Thursday, June 11, 2015



On Monday evening, the 2nd Annual Night For Change to end bullying took place in Toronto. It was presented by The Canadian Safe School Network and Mike Wilson, The Ultimate Leafs Fan.

Celebrity host Brian Burke, president of the Calgary Flames, is a major supporter of this cause, especially when it comes to homophobic bullying.

In February of 2010, Burke's son, Brendan, was killed in an automobile accident in Indiana.

"It's been mere months since young Burke revealed his sexuality (that he was gay) to the hockey world last November, a brave moment he shared with his father...," noted The Globe and Mail in their reporting of Brendan's death.

"The important thing is that it started a discussion...and people realize there could be a gay person next to them in the locker room," Brendan Burke told the newspaper in an interview shortly after he made his revelation.

Brian Burke threw his full support behind his son when he came out and continues to help those who have to endure homophobic bullying.

For the 2nd Annual Night For Change, Brian Burke enlisted several powerful celebrity guests to bring awareness and raise funds for the charity.

And there is no bigger name in the game than Wayne Gretzky.

Upon his arrival on the turf of The Ultimate Leafs Fan, Gretzky spoke with the assembled media.

"I think we're trying," Gretzky said when asked if enough is being done to stop bullying in the schools. "I think we've come a long way in life and society. You're always worried about bullying and kids being mean. You want to stay on top of it so events like this and awareness are so important. It's going to be an exciting night. We're all very proud and privileged to be here. If we can help somebody in some small way, this is what a night like this is all about."

When contacted by Brian Burke, No. 99 didn't hesitate to offer a helping hand.

"I'm here for a couple of days and I was working tomorrow and the next day. Brian called me last week and I said I'm going to be in Toronto, so I'll come in early and I flew in on a red-eye last night to be here for him. He's a good friend and I'm happy to be here."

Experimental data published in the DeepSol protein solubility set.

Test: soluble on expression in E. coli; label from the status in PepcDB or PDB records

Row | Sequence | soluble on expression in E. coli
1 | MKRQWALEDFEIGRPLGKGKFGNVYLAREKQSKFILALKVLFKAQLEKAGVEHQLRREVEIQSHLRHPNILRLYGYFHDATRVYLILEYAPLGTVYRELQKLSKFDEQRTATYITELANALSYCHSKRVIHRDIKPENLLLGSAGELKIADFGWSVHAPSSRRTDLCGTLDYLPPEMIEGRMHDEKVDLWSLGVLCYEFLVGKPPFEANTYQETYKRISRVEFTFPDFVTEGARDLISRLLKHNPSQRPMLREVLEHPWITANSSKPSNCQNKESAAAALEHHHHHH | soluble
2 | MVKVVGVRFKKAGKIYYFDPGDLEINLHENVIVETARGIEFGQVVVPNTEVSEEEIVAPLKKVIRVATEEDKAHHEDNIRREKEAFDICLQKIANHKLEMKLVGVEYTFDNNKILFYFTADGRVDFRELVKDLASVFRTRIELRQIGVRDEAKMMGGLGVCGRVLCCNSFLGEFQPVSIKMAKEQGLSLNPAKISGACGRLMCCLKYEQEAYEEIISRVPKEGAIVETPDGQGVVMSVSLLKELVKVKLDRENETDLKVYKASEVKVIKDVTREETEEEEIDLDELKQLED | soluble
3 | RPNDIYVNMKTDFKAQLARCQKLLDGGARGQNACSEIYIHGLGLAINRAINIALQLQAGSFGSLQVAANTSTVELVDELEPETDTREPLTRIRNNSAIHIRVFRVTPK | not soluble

As for the timing of a gay hockey player coming out in the NHL, Gretzky said, "It's not a question of when it's going happen, if there are people who are not of what we think is the course of life, so be it. Time will tell as far as that goes."

"What we're trying to do here tonight is end homophobia and bullying," Brian Burke said prior to moving inside.

Later, he touched on several other points.

"We believe a child shouldn't be afraid walking down a hallway. What we talk about is taking three steps. One is to teach and practice acceptance, the second is to take a positive step on behalf of the LGBTQ community and the third is to end homophobia and bullying."


After finishing his press scrum, Gretzky made his way with Mike Wilson to the inner sanctum where The Ultimate Leafs Fan collection is housed. Gretzky was joined by Brian Burke for Mike's guided tour.

"It's the most amazing private collection of any team's memorabilia in the world," Burke told me prior to heading downstairs. "There's no collector anywhere with a better collection about one particular team. It's breathtaking. I've spent hours down there looking and I could spend hours more."

In response to naming a favourite item in the collection, Burke stated, "actually the older it is the better I like it because I didn't get to watch that era. The whole thing is amazing; everywhere you turn you're looking at something special."

And how does his own collection stand-up against Mike's?

"I collected some Leafs memorabilia while I was here and I could maybe get one-quarter of the room filled with the stuff I have."

Burke agreed that the surroundings made a terrific backdrop for the event.

"It's a great venue for us and for Mike and Deb to host us here. It is the second year in-a-row and for Wayne Gretzky to agree to appear it's going to be a magical night."